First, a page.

Ice, Ice, Baby.
All screenshots by SuperPhillip.
All screenshots by SuperPhillip.
The main mode where you'll spend all your single-player time, with only you and your copy of Motorstorm: Arctic Edge keeping each other company, is The Festival. Progression in this mode works just like it did in past entries. You earn points by competing in various races and challenges. Getting on the podium, first, second, or third place awards you with points. Earn enough points, and you'll unlock the next rank where new and tougher challenges are unlocked. There are eight ranks in total, and while the first few ranks have you facing off against less aggressive opponents, by the fourth rank things get an absurd burst of challenge. One rank you'll be ahead of the pack by ten seconds while the next you'll be duking it out against incredibly intelligent and worthy opponents. It's a bizarre jump in difficulty that may put off players at first, but with enough time invested, you'll persevere.
There are three types of racing challenges in Festival. The first is your typical race against nine other computer-controlled combatants. Two other challenge types are unlocked through completing races under a strict time limit and staying in first place for at least ten seconds at any time during a race. Doing so unlocks speed races where the goal is to drive through all the checkpoints before time runs out, and races where you earn points by being in first for as long as possible. The eliminator races from Pacific Rift are long gone, so there's only these three types of races to hold players over.
and backwards. I was worried that there wouldn't be enough variety in the track locales due to the game being located in the Alaskan wilderness. Thankfully, there's enough terrain and types of tracks to keep things fresh. Each track are littered with multiple paths to take. Depending on the vehicle you choose, there's a right path and a wrong path to take. For instance, a motorcycle shouldn't rev around paths with high snowfall whereas a large vehicle like a snowplow shouldn't go anywhere near high jumps. Players will spend a lot of time learning each course, plotting the perfect racing line depending on which vehicle they choose.
There were eight vehicle types in Pacific Rift. Arctic Edge triples the amount of vehicles, and as races are won, points are accumulated, and rankings are achieved, new vehicles open up. There's still eight vehicle classes from all-terrain vehicles to monstrous dump trucks. Depending on the vehicle, the stats are different from handling to acceleration. While there's twenty-four vehicles, there's three different types in each vehicle class. This time around vehicles can be custom-tailored as you see fit. Don't like the fender? Swap it out for something else. Don't care for the paint job? Change it up to your satisfaction. You can save vehicle templates and choose them from the vehicle select screen.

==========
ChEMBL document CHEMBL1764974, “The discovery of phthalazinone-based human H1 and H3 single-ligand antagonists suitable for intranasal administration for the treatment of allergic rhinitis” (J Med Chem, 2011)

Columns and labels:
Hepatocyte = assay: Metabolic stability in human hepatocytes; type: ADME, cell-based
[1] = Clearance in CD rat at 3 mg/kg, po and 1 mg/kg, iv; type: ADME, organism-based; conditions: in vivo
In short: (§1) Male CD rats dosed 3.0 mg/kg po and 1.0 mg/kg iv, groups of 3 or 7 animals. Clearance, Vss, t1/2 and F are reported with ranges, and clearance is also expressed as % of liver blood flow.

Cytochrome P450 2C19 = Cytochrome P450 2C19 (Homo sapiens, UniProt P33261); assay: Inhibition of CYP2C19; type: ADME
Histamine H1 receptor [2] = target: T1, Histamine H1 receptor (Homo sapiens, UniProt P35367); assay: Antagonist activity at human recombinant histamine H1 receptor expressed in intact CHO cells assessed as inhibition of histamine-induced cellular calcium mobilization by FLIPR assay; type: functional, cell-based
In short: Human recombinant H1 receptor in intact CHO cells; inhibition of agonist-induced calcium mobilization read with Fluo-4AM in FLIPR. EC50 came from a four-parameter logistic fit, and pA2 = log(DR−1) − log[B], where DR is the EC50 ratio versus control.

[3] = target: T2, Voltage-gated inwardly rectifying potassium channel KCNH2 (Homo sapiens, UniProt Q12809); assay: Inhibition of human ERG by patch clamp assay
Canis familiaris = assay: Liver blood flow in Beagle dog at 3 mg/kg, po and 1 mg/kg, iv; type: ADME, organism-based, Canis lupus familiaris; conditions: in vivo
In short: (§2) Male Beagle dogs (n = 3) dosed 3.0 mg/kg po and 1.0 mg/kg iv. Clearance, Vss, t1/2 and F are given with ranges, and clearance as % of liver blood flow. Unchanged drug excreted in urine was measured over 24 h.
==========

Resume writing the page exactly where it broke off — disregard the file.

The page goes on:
Aside from The Festival, there's a time trial mode that not only holds records for individual tracks, but it also holds records for both directions of all tracks and records for each individual vehicle. That's 12 X 2 X 8 = Thank God I'm not a math major. In addition to time trial, there's online infrastructure mode which pits you against human opponents worldwide. Up to eight players can compete in one race. Your online tag is tied to the Playstation Network, so if you have a PSN for your PS3, you can use that to hop online and race with ease. Also, while you're in the middle of racing you can pause the game at any time and hop into photo mode. You can take snapshots of the game, save them to your SD card, and upload them to your computer. Now you can catch all of the visceral carnage Arctic Edge has to offer in still form!
The package of Arctic Edge is top-shelf material without a doubt. The game is a nice looker and runs at a steady framerate. There's cool effects such as snow and mud splashing onto the screen, and the crashes are full of ragdoll physic fun. The soundtrack is your typical mix of hard, punk rock and techno. You can use your own music, but the requirements necessitate a certain bitrate that makes the entire thing obnoxious. This is especially due to the fact that another game with custom soundtracks, WipEout Pulse, had no such limitations. Regardless, it's a cool feature to have if you can get it to work most of the time.
Motorstorm: Arctic Edge is a phenomenal portable racer. The developer successfully took everything from the console versions of Motorstorm and translated them perfectly to the Playstation Portable. Despite it's uneven difficulty, the single-player mode will last you days with plenty of content and races to conquer, and the infrastructure mode will keep players coming back for more long after winter's gone. If you're a fan of arcade-style racing games, Motorstorm: Arctic Edge won't give you the cold shoulder.
[SuperPhillip Says: 9.0/10]
Interested in Motorstorm? Check out Motorstorm: Pacific Rift.